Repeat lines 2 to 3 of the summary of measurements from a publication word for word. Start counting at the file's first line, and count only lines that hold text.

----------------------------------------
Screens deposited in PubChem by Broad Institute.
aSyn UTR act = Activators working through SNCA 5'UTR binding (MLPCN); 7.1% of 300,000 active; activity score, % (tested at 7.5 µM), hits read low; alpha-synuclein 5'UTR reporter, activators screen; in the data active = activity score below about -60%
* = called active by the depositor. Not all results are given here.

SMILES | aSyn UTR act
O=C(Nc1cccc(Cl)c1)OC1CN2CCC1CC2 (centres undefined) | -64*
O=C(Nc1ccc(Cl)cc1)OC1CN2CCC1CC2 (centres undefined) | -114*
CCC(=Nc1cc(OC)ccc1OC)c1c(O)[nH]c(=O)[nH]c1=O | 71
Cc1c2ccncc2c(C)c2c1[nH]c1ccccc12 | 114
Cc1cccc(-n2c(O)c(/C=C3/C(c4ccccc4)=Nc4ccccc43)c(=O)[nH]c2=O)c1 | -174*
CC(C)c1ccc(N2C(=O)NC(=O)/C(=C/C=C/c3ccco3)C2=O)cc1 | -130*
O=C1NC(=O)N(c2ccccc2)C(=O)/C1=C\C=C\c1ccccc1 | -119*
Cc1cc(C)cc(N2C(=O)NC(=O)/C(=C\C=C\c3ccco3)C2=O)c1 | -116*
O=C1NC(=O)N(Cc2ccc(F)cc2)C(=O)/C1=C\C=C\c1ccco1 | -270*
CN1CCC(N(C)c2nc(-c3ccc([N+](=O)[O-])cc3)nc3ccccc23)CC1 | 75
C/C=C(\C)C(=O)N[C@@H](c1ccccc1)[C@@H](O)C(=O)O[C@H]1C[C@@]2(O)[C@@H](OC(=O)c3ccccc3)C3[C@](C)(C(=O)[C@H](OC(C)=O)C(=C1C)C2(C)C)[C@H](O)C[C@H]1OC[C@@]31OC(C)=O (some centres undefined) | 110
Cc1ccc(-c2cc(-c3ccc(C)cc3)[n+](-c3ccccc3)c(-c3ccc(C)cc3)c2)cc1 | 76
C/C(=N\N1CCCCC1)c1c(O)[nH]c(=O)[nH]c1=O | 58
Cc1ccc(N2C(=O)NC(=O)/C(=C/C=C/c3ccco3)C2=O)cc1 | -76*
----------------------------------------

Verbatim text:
aSyn UTR act = Activators working through SNCA 5'UTR binding (MLPCN); 7.1% of 300,000 active; activity score, % (tested at 7.5 µM), hits read low; alpha-synuclein 5'UTR reporter, activators screen; in the data active = activity score below about -60%
* = called active by the depositor. Not all results are given here.